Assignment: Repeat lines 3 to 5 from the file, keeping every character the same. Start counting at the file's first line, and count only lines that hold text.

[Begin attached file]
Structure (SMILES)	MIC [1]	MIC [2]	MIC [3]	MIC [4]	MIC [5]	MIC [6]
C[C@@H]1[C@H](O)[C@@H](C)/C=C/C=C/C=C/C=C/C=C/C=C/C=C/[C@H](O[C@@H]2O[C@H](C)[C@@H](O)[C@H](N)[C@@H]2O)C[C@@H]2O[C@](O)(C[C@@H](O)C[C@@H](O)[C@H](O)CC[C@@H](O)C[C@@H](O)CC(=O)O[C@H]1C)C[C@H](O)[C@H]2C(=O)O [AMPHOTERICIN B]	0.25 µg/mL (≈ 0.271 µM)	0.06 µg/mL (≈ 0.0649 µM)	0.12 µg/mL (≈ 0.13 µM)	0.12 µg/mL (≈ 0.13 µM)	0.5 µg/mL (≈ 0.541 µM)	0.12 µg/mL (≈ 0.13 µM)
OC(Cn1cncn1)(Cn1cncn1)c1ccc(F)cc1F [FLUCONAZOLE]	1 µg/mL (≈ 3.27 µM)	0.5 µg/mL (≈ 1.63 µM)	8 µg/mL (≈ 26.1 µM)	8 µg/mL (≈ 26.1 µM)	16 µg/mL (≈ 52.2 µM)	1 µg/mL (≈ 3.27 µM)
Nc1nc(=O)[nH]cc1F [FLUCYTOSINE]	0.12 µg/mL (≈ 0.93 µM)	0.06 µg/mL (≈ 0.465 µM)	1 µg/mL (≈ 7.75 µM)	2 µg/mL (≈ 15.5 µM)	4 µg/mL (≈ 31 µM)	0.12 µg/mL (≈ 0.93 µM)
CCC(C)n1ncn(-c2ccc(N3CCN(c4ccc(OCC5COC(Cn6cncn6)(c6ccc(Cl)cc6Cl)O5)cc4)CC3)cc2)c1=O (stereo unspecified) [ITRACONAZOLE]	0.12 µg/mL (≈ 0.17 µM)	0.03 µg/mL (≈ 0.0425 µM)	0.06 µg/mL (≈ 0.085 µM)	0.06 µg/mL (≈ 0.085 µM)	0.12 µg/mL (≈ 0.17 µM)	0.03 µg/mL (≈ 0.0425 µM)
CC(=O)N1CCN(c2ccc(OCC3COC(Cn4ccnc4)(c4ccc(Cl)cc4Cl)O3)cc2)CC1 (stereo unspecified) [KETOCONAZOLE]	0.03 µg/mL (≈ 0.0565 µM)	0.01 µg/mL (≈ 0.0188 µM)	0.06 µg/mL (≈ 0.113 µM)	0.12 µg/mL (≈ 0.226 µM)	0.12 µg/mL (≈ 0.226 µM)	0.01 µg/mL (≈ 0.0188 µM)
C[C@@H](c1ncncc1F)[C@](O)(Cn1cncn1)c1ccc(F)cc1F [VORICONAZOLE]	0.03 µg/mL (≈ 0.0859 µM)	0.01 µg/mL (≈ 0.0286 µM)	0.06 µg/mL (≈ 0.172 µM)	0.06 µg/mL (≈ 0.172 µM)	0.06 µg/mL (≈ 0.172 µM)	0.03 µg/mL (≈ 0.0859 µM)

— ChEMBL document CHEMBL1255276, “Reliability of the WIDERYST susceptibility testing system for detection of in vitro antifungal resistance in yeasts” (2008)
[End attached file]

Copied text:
OC(Cn1cncn1)(Cn1cncn1)c1ccc(F)cc1F [FLUCONAZOLE]	1 µg/mL (≈ 3.27 µM)	0.5 µg/mL (≈ 1.63 µM)	8 µg/mL (≈ 26.1 µM)	8 µg/mL (≈ 26.1 µM)	16 µg/mL (≈ 52.2 µM)	1 µg/mL (≈ 3.27 µM)
Nc1nc(=O)[nH]cc1F [FLUCYTOSINE]	0.12 µg/mL (≈ 0.93 µM)	0.06 µg/mL (≈ 0.465 µM)	1 µg/mL (≈ 7.75 µM)	2 µg/mL (≈ 15.5 µM)	4 µg/mL (≈ 31 µM)	0.12 µg/mL (≈ 0.93 µM)
CCC(C)n1ncn(-c2ccc(N3CCN(c4ccc(OCC5COC(Cn6cncn6)(c6ccc(Cl)cc6Cl)O5)cc4)CC3)cc2)c1=O (stereo unspecified) [ITRACONAZOLE]	0.12 µg/mL (≈ 0.17 µM)	0.03 µg/mL (≈ 0.0425 µM)	0.06 µg/mL (≈ 0.085 µM)	0.06 µg/mL (≈ 0.085 µM)	0.12 µg/mL (≈ 0.17 µM)	0.03 µg/mL (≈ 0.0425 µM)